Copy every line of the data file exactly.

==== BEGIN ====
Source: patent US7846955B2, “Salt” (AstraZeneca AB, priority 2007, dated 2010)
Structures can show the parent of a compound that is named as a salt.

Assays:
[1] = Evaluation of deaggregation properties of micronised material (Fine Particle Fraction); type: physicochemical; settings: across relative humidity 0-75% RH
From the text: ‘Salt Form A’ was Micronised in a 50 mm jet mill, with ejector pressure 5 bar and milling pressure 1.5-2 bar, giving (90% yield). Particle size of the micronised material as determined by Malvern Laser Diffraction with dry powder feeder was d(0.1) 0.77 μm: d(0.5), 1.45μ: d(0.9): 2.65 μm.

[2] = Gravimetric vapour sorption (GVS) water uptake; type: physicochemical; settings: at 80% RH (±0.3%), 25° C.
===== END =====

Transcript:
Source: patent US7846955B2, “Salt” (AstraZeneca AB, priority 2007, dated 2010)
Structures can show the parent of a compound that is named as a salt.

Assays:
[1] = Evaluation of deaggregation properties of micronised material (Fine Particle Fraction); type: physicochemical; settings: across relative humidity 0-75% RH
From the text: ‘Salt Form A’ was Micronised in a 50 mm jet mill, with ejector pressure 5 bar and milling pressure 1.5-2 bar, giving (90% yield). Particle size of the micronised material as determined by Malvern Laser Diffraction with dry powder feeder was d(0.1) 0.77 μm: d(0.5), 1.45μ: d(0.9): 2.65 μm.

[2] = Gravimetric vapour sorption (GVS) water uptake; type: physicochemical; settings: at 80% RH (±0.3%), 25° C.